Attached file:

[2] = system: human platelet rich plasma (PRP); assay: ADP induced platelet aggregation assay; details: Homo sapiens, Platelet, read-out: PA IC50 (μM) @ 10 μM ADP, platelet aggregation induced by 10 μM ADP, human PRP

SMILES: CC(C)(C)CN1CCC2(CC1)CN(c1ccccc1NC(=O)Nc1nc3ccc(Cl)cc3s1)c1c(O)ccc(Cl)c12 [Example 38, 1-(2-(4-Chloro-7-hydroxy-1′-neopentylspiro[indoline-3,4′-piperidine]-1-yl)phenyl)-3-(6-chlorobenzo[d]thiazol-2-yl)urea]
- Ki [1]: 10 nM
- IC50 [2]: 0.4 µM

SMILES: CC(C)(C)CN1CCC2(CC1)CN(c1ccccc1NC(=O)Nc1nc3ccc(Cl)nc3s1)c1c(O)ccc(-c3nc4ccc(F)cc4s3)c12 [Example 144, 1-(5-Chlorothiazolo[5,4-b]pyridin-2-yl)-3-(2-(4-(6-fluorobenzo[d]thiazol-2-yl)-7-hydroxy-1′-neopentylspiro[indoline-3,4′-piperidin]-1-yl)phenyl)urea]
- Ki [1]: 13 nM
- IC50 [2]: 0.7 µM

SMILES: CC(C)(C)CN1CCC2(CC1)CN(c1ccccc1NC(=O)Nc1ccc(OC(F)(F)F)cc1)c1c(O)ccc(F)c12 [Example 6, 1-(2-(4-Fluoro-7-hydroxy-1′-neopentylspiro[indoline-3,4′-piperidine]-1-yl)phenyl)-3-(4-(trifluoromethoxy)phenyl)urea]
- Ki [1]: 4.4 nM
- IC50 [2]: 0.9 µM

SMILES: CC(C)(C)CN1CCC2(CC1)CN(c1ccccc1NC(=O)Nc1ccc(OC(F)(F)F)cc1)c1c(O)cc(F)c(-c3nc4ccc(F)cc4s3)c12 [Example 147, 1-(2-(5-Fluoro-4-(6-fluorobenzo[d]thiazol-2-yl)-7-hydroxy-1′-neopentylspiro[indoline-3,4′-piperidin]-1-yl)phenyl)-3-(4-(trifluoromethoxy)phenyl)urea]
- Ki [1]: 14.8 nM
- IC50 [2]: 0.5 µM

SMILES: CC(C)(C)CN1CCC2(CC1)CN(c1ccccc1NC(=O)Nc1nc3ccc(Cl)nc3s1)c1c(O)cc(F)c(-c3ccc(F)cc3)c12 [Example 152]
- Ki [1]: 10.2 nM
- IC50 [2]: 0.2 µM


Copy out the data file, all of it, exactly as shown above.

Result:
[2] = system: human platelet rich plasma (PRP); assay: ADP induced platelet aggregation assay; details: Homo sapiens, Platelet, read-out: PA IC50 (μM) @ 10 μM ADP, platelet aggregation induced by 10 μM ADP, human PRP

SMILES: CC(C)(C)CN1CCC2(CC1)CN(c1ccccc1NC(=O)Nc1nc3ccc(Cl)cc3s1)c1c(O)ccc(Cl)c12 [Example 38, 1-(2-(4-Chloro-7-hydroxy-1′-neopentylspiro[indoline-3,4′-piperidine]-1-yl)phenyl)-3-(6-chlorobenzo[d]thiazol-2-yl)urea]
- Ki [1]: 10 nM
- IC50 [2]: 0.4 µM

SMILES: CC(C)(C)CN1CCC2(CC1)CN(c1ccccc1NC(=O)Nc1nc3ccc(Cl)nc3s1)c1c(O)ccc(-c3nc4ccc(F)cc4s3)c12 [Example 144, 1-(5-Chlorothiazolo[5,4-b]pyridin-2-yl)-3-(2-(4-(6-fluorobenzo[d]thiazol-2-yl)-7-hydroxy-1′-neopentylspiro[indoline-3,4′-piperidin]-1-yl)phenyl)urea]
- Ki [1]: 13 nM
- IC50 [2]: 0.7 µM

SMILES: CC(C)(C)CN1CCC2(CC1)CN(c1ccccc1NC(=O)Nc1ccc(OC(F)(F)F)cc1)c1c(O)ccc(F)c12 [Example 6, 1-(2-(4-Fluoro-7-hydroxy-1′-neopentylspiro[indoline-3,4′-piperidine]-1-yl)phenyl)-3-(4-(trifluoromethoxy)phenyl)urea]
- Ki [1]: 4.4 nM
- IC50 [2]: 0.9 µM

SMILES: CC(C)(C)CN1CCC2(CC1)CN(c1ccccc1NC(=O)Nc1ccc(OC(F)(F)F)cc1)c1c(O)cc(F)c(-c3nc4ccc(F)cc4s3)c12 [Example 147, 1-(2-(5-Fluoro-4-(6-fluorobenzo[d]thiazol-2-yl)-7-hydroxy-1′-neopentylspiro[indoline-3,4′-piperidin]-1-yl)phenyl)-3-(4-(trifluoromethoxy)phenyl)urea]
- Ki [1]: 14.8 nM
- IC50 [2]: 0.5 µM

SMILES: CC(C)(C)CN1CCC2(CC1)CN(c1ccccc1NC(=O)Nc1nc3ccc(Cl)nc3s1)c1c(O)cc(F)c(-c3ccc(F)cc3)c12 [Example 152]
- Ki [1]: 10.2 nM
- IC50 [2]: 0.2 µM